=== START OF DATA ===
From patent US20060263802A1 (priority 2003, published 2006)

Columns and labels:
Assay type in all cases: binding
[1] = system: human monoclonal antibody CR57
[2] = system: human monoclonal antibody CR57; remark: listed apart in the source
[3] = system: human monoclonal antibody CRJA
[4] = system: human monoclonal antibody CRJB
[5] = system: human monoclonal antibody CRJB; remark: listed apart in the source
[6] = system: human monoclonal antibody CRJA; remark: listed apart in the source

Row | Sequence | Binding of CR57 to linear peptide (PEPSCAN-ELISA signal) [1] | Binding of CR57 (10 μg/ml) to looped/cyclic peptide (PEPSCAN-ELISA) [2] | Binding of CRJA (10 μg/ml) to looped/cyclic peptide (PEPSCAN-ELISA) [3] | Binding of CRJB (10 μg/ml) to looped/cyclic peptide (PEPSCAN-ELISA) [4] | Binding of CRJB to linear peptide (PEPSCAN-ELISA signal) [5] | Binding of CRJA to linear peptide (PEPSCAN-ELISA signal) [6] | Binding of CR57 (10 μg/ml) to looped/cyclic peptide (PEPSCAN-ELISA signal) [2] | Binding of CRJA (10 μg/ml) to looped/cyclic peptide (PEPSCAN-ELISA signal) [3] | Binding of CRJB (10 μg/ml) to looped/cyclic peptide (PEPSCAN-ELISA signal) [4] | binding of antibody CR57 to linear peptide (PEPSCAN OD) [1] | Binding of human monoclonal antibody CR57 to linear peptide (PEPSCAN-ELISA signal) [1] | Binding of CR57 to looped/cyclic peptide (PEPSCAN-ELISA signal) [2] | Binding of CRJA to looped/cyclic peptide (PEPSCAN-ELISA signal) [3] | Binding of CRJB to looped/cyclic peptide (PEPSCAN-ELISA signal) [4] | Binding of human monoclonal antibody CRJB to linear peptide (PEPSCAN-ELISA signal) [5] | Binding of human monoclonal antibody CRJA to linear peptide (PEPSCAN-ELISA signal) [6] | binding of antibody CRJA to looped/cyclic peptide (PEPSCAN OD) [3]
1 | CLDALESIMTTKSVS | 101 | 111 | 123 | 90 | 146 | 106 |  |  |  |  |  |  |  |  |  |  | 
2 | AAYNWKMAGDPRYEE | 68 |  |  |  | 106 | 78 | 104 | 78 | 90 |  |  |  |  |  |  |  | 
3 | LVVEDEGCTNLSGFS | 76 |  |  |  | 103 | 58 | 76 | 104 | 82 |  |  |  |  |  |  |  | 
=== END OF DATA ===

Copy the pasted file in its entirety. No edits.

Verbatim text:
From patent US20060263802A1 (priority 2003, published 2006)

Columns and labels:
Assay type in all cases: binding
[1] = system: human monoclonal antibody CR57
[2] = system: human monoclonal antibody CR57; remark: listed apart in the source
[3] = system: human monoclonal antibody CRJA
[4] = system: human monoclonal antibody CRJB
[5] = system: human monoclonal antibody CRJB; remark: listed apart in the source
[6] = system: human monoclonal antibody CRJA; remark: listed apart in the source

Row | Sequence | Binding of CR57 to linear peptide (PEPSCAN-ELISA signal) [1] | Binding of CR57 (10 μg/ml) to looped/cyclic peptide (PEPSCAN-ELISA) [2] | Binding of CRJA (10 μg/ml) to looped/cyclic peptide (PEPSCAN-ELISA) [3] | Binding of CRJB (10 μg/ml) to looped/cyclic peptide (PEPSCAN-ELISA) [4] | Binding of CRJB to linear peptide (PEPSCAN-ELISA signal) [5] | Binding of CRJA to linear peptide (PEPSCAN-ELISA signal) [6] | Binding of CR57 (10 μg/ml) to looped/cyclic peptide (PEPSCAN-ELISA signal) [2] | Binding of CRJA (10 μg/ml) to looped/cyclic peptide (PEPSCAN-ELISA signal) [3] | Binding of CRJB (10 μg/ml) to looped/cyclic peptide (PEPSCAN-ELISA signal) [4] | binding of antibody CR57 to linear peptide (PEPSCAN OD) [1] | Binding of human monoclonal antibody CR57 to linear peptide (PEPSCAN-ELISA signal) [1] | Binding of CR57 to looped/cyclic peptide (PEPSCAN-ELISA signal) [2] | Binding of CRJA to looped/cyclic peptide (PEPSCAN-ELISA signal) [3] | Binding of CRJB to looped/cyclic peptide (PEPSCAN-ELISA signal) [4] | Binding of human monoclonal antibody CRJB to linear peptide (PEPSCAN-ELISA signal) [5] | Binding of human monoclonal antibody CRJA to linear peptide (PEPSCAN-ELISA signal) [6] | binding of antibody CRJA to looped/cyclic peptide (PEPSCAN OD) [3]
1 | CLDALESIMTTKSVS | 101 | 111 | 123 | 90 | 146 | 106 |  |  |  |  |  |  |  |  |  |  | 
2 | AAYNWKMAGDPRYEE | 68 |  |  |  | 106 | 78 | 104 | 78 | 90 |  |  |  |  |  |  |  | 
3 | LVVEDEGCTNLSGFS | 76 |  |  |  | 103 | 58 | 76 | 104 | 82 |  |  |  |  |  |  |  | 